Day Two of Week One: Monday, 22nd March 2010
No. Of Prostrations: 21 ( Check and Done! )
Daily Sadhanas: Check and Done! To be honest, I was never a big fan of prayers and rituals. I used to shun pujas like a cat would shun 'bath-time'! But ever since I started doing them regularly last year, it has been very relaxing, almost therapeutic. Now, I actually look forward to sitting infront of my altar and having a personal dailogue with the Buddhas. And I end it with contemplation or meditation.
Physical Exercise: 55 minutes ( Unbelievable that I even lasted that long! I remember once when I decided to join my sisters to work out at the Gym with their personal instructor. We were just sliding into 5 minutes of the warm-up and I was already hyperventilating. It was just the warm-up!!! So, I am very glad that this time around, I did not pass out. Check and pulse still throbbing! I have survived! Yay! )
Daily Reflection from “IF NOT NOW, WHEN?” - Ok, once again, I close my eyes and turn to a page at random. And today, it is Page 075.
Quote from Page 075 for Day Two:
“When corrected, watch that your mind does not automatically cover the fault. Examine the fault deeply instead. Cultivate great appreciation that someone pointed out the fault at all. The pain you feel when someone brings your faults out in the open is small compared to the suffering you cause others with your faults.
When we say ‘I AM SORRY’ from the heart, it is not necessarily about whether we are wrong. By habituation, we might have done something to make someone unhappy. If we say sorry, it is because we are sorry that someone is unhappy.”
My personal thoughts and feelings:
OK, I have to admit that whenever I am corrected, my mind does an auto-pilot and go into a "self-cherishing mode" of "I am not wrong, you are just not right." Almost immediately after that, it would automatically go into an "attack mode". It'll persuade me pounce and assert my 'right-ness' by speaking louder and louder. Before I know it, I am actually shouting in anger and shaking my fists at everyone in sight. And after all is said and done, I would convince myself that I was the poor little victim. Yes, and then I'd take my overtly twisted mind set and myself on a long self-piteous trip.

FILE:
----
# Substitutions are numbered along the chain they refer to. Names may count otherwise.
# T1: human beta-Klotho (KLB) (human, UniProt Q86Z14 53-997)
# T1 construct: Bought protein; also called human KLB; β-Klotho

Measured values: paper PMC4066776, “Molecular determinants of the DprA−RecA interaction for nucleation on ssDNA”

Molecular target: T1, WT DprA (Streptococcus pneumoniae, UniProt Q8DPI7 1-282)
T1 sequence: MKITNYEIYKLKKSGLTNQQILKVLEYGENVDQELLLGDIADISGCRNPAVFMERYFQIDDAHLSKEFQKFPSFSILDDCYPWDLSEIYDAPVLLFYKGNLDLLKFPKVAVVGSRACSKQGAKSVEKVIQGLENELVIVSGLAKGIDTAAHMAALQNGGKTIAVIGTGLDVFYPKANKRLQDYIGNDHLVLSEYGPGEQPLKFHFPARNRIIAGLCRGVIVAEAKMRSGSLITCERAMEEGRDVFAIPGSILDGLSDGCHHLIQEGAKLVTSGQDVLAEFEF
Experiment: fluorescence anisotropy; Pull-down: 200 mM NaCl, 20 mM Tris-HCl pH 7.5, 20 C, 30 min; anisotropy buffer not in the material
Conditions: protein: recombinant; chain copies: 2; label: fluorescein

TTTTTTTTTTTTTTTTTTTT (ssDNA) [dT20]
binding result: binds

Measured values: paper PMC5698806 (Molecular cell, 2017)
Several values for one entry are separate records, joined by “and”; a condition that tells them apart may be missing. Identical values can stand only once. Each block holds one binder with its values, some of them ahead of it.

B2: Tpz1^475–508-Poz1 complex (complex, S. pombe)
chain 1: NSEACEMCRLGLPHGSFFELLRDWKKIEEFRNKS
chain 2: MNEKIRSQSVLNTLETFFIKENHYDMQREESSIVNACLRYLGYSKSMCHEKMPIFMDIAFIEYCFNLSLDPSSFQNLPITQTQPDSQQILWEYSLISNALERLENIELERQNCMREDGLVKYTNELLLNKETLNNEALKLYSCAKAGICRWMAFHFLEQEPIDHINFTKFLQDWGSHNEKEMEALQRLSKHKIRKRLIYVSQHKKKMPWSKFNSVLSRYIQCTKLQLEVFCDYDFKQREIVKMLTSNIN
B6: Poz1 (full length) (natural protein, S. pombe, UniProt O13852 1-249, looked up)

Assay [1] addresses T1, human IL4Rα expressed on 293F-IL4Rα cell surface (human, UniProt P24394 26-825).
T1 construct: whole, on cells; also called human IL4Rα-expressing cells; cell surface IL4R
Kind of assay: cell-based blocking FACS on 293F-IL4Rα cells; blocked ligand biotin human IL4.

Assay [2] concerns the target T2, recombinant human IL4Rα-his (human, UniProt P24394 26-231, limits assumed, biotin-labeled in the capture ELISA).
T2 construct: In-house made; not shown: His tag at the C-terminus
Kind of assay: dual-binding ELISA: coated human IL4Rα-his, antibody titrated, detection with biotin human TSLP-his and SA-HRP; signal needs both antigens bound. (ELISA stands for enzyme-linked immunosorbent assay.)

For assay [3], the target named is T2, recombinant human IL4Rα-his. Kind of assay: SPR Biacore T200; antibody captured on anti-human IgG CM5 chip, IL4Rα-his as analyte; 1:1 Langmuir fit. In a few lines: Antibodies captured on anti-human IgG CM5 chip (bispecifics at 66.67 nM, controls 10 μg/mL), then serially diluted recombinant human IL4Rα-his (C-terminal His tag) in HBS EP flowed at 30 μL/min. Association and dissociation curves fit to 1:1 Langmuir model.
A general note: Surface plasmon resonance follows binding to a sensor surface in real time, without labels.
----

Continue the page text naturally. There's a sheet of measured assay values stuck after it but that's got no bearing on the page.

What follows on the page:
Why do I do that time and time again?
Why am I so petrified of listening to the truth and find out that my views are wrong? What is so unbearable about being corrected, why do I flinch and crinch at the mere mention of it?
The "Self-Cherishing Mind" weaves such an insidious web. It seems that so much work is done just to hide the pain, not knowing that the pain only exists because we do not want to face the truth in the first place. If I only had the courage to face the truth each and every time, then there would be relatively very little pain to bear. In any case, just like everything else, the pain would come to pass. Nothing lasts. What's most important is the lesson learnt.
It took me a long time before I realised that when I try to justify and cover up the fault, I am actually denying myself the opportunity to learn and improve. At the same time, I would be continuining my assaults on others and prolonging their suffering because of my own selfish desire to appear right and correct. In some cases, it could be worse, "innocent bystanders" could have gotten hurt in the process because of our anger or our inability to "own up".
If we truly care for anyone, or even for our own self development and growth as an individual, we would not allow ourselves to be the cause or reason of someone else's suffering. We certainly would not wish to continue in that behaviour and speech pattern. Because nothing good would come from it.
I am really grateful to be reminded of this teaching/lesson.
I have to continue working at this until it becomes my natural reflect - effortless.
So, have courage to face the truth, accept correction and criticism with grace, and apologise with sincerity and don't repeat the faults/mistakes anymore. Learn and remember the lessons well, Shirley.